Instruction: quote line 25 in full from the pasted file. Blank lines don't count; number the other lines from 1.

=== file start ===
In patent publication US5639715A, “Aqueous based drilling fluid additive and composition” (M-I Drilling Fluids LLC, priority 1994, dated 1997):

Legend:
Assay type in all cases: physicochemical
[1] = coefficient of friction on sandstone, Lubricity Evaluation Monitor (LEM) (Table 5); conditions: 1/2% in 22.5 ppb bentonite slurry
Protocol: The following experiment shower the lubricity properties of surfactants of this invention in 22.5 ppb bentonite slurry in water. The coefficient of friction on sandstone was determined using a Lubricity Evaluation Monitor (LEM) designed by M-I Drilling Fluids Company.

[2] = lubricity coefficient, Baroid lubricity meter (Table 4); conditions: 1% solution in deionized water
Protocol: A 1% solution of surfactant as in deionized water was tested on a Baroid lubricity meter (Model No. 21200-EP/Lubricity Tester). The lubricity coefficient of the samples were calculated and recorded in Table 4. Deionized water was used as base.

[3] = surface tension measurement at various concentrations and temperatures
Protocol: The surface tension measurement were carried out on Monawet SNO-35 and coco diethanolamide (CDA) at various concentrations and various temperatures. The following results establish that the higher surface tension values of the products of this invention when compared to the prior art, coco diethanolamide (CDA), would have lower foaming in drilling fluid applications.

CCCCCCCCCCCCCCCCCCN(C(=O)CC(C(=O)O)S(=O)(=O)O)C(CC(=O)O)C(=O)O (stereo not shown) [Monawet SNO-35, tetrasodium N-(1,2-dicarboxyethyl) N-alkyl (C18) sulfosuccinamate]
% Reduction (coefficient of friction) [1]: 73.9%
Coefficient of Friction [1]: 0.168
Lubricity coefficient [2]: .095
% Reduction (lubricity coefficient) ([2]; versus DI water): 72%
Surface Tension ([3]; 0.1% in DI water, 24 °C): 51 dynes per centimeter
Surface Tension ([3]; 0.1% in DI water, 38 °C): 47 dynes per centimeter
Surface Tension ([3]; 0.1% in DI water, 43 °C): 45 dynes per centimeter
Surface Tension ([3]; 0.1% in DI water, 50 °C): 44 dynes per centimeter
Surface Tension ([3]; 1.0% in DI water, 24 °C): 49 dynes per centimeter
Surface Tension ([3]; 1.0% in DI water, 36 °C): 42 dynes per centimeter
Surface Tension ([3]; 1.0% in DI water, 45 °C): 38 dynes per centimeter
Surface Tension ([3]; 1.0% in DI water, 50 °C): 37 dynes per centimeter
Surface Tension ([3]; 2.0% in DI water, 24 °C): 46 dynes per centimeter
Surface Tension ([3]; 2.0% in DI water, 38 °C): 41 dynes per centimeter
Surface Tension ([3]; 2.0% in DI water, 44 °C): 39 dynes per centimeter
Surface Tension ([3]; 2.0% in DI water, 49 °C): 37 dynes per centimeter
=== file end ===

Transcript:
Surface Tension ([3]; 2.0% in DI water, 44 °C): 39 dynes per centimeter